Oct. 20, 2016 – San Diego, CA — Plaintiffs suing several pharmaceutical companies over their heartburn medications are asking the Judicial Panel on Multidistrict Litigation to consolidate their claims into a multidistrict litigation.
In an Oct. 17 motion, plaintiffs in six of 15 actions pending in federal courts nationwide said it was “appropriate and necessary” to consolidate their cases, which allege the use of heartburn medications called Proton Pump Inhibitors, or PPIs, caused them to develop serious kidney problems.
The lawsuits also allege the makers of these popular medications failed to adequately warn about their potential risks.
Plaintiffs said the lawsuits involve common questions of fact and centralization would serve the convenience of all parties and witnesses, as well as promote the just and efficient conduct of the litigation.
Plaintiffs are seeking to consolidate the cases in the Middle District of Louisiana, where one lawsuit is currently pending. The other 14 suits are pending in districts in California, Illinois, Kansas, Louisiana, Missouri, New Jersey, New York, Ohio, Tennessee and West Virginia.
There are at least three different pharmaceutical companies named in the lawsuits as defendants, including AstraZeneca, Takeda and Pfizer. The lawsuits also name at least three PPI medications plaintiffs claim caused their kidney problems, including Nexium, Prilosec and Prevacid.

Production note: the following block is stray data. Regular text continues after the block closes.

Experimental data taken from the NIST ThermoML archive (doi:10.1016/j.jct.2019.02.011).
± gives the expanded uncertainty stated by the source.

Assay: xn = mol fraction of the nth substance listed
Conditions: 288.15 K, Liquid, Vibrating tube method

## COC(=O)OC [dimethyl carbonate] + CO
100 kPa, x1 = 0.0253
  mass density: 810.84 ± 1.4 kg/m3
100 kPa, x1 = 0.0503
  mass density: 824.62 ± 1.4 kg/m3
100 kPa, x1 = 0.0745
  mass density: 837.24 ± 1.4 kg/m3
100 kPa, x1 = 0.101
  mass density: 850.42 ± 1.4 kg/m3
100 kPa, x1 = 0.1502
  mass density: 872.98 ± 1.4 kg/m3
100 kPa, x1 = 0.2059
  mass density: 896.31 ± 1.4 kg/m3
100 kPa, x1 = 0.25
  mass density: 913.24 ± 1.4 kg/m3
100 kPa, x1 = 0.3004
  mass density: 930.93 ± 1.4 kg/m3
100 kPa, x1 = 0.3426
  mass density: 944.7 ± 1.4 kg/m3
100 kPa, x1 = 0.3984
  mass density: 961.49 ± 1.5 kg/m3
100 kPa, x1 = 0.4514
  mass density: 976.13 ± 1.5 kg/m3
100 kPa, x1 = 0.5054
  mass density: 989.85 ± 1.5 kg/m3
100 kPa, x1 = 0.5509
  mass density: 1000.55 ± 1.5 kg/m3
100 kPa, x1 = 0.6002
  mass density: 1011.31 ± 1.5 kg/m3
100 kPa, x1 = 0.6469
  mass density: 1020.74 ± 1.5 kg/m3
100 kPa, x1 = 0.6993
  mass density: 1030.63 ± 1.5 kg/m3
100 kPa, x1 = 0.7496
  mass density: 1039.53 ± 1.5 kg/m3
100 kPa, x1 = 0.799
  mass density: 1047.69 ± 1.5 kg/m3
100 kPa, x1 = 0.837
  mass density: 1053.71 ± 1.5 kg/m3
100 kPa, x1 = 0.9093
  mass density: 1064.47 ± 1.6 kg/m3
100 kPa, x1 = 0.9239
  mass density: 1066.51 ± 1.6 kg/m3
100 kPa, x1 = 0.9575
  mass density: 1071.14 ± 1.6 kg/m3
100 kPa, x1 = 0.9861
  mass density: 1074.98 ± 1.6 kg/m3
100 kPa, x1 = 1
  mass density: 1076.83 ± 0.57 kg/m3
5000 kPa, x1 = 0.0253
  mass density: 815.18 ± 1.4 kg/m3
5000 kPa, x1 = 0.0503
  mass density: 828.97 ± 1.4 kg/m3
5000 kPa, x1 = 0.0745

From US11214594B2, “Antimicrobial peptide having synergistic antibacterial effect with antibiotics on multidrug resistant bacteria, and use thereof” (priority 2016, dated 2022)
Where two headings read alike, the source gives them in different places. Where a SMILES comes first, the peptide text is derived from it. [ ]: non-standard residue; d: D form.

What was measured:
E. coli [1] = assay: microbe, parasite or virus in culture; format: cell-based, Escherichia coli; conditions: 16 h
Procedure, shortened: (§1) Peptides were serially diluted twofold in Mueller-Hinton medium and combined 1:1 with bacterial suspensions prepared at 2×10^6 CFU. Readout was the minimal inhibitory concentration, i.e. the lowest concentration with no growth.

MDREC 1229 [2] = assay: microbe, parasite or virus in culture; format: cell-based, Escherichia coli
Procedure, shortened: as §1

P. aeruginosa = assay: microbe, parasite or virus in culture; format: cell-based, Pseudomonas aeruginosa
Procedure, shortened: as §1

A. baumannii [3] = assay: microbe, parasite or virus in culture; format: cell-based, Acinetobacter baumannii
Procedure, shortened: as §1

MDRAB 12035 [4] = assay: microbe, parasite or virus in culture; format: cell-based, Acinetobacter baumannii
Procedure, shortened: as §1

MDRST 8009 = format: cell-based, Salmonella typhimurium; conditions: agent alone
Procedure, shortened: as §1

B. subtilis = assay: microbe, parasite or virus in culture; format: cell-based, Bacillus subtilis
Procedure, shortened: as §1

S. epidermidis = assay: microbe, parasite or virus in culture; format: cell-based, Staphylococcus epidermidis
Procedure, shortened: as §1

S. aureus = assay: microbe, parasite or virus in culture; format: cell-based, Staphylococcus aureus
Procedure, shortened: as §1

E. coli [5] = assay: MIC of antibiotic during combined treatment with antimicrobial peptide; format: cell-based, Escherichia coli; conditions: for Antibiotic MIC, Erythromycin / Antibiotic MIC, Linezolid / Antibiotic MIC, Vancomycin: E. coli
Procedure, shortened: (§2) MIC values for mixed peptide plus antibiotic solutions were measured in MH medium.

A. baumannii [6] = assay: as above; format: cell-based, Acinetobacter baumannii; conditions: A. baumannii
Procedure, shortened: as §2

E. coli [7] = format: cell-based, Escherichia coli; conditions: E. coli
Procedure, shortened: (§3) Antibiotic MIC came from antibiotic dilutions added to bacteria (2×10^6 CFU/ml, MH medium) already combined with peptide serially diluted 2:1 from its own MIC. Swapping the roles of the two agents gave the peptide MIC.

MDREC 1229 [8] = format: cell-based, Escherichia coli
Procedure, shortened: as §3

PPIs are a type of medication used to treat frequent heartburn related to acid reflux, ulcers, gastroesophageal reflux disease, and other conditions. They work to reduce the amount of acid produced in the stomach by blocking the acid-producing enzyme called the gastric proton pump.
PPIs came under fire after studies revealed the drugs may be causing serious kidney injuries in some patients who use the drugs often. These injuries include chronic kidney disease, end-stage renal disease, and acute kidney injuries, among others.
PPIs are available as prescriptions, but some are also available over the counter. Because PPIs are used so widely, plaintiffs in the suit are confident more claims will be filed against the makers of the drugs in the future.
If the MDL Panel agrees to consolidate the cases for pretrial proceedings, all federally filed PPI cases would be brought in under the MDL umbrella. Any future suits filed in federal court could then be brought in as “tag-along” cases, as well.
The case is In Re: Proton-Pump Inhibitor Products Liability Litigation (MDL No. 2757).